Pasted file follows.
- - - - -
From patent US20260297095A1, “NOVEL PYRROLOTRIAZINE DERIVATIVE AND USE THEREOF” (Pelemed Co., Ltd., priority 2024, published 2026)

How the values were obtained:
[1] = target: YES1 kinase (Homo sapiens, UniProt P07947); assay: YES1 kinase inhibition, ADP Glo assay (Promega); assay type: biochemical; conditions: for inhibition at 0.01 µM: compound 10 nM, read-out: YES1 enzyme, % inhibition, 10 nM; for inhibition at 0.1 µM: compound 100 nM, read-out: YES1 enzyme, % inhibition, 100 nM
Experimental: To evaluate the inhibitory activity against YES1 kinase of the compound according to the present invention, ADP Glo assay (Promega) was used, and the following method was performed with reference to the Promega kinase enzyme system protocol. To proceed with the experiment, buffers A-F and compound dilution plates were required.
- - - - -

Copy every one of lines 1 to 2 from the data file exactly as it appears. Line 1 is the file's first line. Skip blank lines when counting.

From patent US20260297095A1, “NOVEL PYRROLOTRIAZINE DERIVATIVE AND USE THEREOF” (Pelemed Co., Ltd., priority 2024, published 2026)

How the values were obtained: